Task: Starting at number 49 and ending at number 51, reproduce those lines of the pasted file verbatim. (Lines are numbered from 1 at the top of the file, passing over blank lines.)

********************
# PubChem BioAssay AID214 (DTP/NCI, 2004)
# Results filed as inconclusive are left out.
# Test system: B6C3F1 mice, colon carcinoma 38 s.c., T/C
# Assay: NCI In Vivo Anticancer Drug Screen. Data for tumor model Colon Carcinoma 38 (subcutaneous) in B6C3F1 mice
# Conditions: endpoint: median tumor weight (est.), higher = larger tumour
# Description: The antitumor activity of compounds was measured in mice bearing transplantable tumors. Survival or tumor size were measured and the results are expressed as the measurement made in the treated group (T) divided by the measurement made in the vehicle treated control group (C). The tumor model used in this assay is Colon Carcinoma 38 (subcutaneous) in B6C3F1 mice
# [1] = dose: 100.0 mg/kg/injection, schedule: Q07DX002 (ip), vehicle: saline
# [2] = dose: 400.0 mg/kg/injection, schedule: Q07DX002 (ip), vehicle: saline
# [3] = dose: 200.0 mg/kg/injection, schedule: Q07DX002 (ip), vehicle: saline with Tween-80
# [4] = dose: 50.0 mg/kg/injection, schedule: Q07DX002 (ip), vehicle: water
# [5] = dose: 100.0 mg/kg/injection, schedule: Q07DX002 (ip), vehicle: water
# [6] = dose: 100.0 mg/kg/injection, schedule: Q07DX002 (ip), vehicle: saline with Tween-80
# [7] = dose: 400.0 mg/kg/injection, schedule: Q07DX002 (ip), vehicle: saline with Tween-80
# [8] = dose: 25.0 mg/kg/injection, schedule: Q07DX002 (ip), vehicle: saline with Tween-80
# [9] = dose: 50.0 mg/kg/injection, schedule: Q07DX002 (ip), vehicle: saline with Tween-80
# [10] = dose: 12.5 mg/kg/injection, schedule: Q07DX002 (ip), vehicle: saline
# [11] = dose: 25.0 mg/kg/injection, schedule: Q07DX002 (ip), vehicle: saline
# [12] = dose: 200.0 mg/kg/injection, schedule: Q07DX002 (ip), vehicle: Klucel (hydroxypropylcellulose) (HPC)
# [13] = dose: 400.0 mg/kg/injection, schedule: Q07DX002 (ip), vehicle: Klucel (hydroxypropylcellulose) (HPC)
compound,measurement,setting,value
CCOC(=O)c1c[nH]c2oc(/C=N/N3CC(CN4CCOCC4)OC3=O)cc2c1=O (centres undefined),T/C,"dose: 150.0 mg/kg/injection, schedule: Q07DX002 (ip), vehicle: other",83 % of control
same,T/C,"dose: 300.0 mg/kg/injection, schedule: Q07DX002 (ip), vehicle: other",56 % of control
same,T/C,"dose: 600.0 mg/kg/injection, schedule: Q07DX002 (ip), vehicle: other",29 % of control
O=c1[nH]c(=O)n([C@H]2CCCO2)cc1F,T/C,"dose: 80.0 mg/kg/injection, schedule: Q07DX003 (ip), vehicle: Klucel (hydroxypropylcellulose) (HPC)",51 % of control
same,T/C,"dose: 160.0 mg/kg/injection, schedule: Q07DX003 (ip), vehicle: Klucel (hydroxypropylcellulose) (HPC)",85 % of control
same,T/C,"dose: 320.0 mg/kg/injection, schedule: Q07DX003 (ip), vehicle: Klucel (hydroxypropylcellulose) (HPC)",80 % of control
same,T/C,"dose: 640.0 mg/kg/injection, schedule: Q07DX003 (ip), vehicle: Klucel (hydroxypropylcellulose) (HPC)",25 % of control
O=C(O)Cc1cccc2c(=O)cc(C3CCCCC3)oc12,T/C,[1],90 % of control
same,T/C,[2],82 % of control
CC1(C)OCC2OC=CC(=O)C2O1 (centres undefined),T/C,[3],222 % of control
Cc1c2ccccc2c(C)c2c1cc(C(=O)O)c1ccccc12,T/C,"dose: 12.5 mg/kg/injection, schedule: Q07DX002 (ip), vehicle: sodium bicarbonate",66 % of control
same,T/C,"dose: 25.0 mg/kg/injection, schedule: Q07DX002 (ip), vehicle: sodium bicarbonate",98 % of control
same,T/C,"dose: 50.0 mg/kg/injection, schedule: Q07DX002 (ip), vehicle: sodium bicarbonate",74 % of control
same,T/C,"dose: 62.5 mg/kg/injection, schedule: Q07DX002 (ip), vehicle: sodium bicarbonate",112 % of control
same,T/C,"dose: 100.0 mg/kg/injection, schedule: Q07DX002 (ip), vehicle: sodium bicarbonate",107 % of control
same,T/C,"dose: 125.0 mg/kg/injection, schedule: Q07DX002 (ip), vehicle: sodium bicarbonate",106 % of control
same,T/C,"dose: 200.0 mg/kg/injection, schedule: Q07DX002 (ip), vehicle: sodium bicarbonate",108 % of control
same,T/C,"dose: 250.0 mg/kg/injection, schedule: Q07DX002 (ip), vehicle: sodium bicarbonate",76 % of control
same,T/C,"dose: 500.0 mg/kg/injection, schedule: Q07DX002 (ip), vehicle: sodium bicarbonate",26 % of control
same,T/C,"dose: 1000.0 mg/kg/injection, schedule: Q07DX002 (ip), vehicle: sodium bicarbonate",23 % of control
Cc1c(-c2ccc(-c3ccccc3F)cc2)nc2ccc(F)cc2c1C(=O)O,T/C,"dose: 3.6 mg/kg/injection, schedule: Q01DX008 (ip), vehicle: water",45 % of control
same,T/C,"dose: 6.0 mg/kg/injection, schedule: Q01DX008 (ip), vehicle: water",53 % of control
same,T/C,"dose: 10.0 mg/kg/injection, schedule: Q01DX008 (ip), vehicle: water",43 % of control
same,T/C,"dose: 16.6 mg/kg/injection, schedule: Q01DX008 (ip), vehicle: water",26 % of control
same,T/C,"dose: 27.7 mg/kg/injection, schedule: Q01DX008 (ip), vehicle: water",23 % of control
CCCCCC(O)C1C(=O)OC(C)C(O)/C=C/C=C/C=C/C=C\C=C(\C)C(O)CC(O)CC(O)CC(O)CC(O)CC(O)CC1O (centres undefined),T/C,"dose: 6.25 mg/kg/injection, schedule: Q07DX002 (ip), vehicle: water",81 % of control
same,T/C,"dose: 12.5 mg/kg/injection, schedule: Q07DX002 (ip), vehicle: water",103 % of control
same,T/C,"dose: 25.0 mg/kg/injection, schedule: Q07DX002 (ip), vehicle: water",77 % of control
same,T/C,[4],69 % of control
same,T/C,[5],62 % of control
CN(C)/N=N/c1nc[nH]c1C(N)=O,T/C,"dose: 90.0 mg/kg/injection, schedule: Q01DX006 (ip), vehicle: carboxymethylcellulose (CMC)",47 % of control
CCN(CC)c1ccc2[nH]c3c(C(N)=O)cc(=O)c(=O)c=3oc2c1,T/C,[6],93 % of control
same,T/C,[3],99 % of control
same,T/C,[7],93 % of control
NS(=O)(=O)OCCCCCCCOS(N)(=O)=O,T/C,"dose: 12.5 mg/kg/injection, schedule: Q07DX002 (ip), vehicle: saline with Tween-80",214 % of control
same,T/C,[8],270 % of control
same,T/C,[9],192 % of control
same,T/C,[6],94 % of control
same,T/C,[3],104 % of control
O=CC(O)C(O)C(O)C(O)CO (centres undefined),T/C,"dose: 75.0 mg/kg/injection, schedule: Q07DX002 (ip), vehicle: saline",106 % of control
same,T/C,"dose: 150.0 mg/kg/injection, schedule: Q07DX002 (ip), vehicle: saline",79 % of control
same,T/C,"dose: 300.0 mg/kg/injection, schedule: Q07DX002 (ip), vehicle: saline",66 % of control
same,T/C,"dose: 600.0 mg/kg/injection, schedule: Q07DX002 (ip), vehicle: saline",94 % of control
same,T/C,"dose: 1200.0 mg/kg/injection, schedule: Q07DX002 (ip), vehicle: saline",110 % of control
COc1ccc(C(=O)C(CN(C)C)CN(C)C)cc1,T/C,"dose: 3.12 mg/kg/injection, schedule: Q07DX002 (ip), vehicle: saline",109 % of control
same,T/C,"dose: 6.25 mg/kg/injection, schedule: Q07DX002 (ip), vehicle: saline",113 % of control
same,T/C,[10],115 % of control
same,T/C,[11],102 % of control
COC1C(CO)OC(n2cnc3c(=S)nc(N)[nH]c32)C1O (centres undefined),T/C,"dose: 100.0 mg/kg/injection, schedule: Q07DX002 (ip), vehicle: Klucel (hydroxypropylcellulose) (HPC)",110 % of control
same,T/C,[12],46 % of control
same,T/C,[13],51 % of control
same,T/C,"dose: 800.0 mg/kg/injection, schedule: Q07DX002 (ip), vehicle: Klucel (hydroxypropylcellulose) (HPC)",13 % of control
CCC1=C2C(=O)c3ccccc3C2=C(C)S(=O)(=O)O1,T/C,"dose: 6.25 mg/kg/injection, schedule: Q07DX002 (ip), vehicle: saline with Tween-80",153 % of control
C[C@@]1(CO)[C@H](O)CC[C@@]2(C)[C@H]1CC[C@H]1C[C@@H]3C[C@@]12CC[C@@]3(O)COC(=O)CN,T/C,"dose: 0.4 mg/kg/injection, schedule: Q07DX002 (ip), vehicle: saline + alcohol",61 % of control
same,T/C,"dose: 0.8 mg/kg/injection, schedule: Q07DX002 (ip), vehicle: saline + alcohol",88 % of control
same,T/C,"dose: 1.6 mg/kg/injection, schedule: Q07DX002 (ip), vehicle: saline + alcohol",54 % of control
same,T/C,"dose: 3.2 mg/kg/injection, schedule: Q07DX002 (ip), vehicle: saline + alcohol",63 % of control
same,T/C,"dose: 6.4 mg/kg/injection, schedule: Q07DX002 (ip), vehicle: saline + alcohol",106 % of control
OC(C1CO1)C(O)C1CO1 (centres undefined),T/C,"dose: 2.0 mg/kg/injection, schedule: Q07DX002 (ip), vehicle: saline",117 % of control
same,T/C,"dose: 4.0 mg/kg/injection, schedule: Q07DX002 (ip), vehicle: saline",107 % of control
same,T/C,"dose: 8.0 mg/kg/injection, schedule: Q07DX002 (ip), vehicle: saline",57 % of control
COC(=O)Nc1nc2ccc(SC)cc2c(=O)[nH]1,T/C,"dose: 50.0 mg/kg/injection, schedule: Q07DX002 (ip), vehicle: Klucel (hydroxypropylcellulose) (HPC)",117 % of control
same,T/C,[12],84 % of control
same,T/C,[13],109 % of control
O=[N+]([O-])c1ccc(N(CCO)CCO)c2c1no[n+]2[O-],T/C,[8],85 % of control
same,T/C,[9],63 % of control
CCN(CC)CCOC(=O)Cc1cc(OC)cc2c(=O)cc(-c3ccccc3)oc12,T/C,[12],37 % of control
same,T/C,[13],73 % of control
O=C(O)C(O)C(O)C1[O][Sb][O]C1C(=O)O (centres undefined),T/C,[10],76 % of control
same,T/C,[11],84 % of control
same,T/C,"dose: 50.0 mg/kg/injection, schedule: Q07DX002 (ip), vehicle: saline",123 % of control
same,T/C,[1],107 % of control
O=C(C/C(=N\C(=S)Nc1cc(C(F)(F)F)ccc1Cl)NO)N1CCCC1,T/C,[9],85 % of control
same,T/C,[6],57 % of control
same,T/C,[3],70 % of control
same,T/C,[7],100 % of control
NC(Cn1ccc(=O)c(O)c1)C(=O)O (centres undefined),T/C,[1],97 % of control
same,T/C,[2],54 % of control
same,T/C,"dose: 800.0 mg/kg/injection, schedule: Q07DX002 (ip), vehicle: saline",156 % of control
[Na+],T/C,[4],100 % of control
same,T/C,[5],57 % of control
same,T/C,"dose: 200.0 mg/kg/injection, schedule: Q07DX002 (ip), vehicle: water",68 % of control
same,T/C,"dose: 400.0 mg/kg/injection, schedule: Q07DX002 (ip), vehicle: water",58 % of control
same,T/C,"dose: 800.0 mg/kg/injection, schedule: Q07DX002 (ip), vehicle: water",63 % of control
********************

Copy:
same,T/C,[4],69 % of control
same,T/C,[5],62 % of control
CN(C)/N=N/c1nc[nH]c1C(N)=O,T/C,"dose: 90.0 mg/kg/injection, schedule: Q01DX006 (ip), vehicle: carboxymethylcellulose (CMC)",47 % of control